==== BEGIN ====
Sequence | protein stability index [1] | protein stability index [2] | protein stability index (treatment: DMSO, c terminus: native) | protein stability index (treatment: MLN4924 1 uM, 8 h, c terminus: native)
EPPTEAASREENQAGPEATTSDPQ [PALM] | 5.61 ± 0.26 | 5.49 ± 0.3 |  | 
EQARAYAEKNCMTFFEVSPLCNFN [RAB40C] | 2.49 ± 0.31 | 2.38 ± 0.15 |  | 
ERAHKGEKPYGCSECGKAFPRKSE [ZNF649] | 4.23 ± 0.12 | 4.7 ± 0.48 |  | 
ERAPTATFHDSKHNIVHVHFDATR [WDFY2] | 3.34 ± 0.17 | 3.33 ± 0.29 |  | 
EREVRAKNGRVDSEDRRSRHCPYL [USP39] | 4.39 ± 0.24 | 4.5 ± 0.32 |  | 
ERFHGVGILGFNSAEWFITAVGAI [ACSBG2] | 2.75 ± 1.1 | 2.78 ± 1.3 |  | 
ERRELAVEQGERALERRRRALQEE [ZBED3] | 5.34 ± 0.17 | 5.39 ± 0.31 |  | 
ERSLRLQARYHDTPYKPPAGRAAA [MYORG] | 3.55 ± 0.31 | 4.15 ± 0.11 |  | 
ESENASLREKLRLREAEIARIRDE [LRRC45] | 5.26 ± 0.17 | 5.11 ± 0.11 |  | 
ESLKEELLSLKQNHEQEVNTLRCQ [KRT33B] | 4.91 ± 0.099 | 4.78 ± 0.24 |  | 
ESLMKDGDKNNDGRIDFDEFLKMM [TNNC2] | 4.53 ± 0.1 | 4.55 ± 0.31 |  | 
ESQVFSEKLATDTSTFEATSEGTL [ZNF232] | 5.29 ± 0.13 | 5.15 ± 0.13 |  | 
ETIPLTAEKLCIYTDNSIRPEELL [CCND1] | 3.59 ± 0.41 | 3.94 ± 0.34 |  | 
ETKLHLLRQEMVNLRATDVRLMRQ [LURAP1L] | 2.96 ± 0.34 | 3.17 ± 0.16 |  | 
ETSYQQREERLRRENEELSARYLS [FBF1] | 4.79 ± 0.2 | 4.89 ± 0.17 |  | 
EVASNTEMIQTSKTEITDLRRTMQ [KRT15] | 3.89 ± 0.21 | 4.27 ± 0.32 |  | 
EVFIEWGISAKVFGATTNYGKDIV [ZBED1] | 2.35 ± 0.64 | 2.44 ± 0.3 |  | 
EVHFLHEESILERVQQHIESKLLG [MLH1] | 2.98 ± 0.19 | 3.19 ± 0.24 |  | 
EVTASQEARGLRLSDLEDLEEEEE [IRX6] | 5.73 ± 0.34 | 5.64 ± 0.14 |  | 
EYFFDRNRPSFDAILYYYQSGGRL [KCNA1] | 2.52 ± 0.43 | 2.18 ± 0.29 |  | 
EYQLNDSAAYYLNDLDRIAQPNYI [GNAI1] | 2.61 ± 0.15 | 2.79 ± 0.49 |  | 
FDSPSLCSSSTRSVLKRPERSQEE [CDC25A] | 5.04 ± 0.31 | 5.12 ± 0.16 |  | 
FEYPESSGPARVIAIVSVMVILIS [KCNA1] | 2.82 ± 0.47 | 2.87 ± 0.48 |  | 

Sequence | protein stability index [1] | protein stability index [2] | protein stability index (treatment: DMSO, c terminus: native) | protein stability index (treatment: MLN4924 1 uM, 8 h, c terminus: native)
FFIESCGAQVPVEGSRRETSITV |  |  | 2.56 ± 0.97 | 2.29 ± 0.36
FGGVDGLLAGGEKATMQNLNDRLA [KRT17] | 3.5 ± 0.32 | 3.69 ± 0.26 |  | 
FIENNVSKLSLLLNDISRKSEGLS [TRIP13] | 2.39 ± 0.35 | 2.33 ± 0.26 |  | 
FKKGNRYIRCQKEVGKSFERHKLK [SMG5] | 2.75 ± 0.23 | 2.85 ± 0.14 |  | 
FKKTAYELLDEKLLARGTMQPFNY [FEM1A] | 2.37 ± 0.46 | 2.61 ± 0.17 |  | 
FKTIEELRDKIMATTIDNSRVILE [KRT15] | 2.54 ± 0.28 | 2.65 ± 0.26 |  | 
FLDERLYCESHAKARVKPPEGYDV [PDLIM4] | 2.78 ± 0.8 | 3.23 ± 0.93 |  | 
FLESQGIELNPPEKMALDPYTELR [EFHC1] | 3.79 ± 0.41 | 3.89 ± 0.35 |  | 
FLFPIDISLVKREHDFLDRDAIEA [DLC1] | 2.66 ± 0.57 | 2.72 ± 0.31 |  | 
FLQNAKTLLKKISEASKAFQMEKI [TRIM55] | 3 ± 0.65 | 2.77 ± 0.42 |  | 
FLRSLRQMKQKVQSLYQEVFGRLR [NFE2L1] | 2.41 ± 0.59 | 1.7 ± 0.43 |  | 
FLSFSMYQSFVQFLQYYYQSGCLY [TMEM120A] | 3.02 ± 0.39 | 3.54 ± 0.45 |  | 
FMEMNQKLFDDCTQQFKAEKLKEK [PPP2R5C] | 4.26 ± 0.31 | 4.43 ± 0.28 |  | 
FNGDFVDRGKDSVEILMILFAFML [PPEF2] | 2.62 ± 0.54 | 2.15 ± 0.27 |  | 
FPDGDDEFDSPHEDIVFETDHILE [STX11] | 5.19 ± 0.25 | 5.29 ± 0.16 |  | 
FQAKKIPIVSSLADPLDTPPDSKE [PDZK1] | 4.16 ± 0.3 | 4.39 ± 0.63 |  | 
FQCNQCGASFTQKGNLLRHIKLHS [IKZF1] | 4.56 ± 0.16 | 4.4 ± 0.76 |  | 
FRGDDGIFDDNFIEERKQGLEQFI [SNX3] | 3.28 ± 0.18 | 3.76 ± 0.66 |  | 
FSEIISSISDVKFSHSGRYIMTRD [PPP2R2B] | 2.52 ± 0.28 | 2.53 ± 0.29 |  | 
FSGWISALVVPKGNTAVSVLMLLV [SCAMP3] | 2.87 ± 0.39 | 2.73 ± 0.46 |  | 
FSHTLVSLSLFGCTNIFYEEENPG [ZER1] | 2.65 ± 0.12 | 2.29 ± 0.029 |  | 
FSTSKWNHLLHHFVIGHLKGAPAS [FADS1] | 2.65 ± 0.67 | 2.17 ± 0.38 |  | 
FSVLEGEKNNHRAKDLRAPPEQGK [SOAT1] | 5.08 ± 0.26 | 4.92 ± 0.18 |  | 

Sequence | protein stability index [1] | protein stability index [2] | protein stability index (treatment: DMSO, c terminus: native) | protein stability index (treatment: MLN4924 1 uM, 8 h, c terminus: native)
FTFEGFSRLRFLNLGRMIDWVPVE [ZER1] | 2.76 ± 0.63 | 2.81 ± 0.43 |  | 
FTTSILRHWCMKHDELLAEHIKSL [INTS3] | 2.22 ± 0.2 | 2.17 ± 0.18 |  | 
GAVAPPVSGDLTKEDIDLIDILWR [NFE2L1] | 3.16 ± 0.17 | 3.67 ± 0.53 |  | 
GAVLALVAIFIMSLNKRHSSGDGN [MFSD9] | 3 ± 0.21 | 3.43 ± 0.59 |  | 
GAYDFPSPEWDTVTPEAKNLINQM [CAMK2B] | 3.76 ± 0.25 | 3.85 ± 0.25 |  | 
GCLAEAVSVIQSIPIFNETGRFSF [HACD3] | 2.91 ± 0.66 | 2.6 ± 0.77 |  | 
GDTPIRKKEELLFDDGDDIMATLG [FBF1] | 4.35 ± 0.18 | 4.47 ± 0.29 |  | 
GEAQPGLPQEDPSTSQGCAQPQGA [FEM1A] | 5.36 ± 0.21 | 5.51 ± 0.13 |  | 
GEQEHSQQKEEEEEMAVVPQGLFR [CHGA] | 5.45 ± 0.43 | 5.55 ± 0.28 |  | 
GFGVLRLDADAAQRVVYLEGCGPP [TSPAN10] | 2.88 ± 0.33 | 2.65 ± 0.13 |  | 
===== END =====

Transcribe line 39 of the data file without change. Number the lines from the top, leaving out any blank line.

FNGDFVDRGKDSVEILMILFAFML [PPEF2] | 2.62 ± 0.54 | 2.15 ± 0.27 |  | 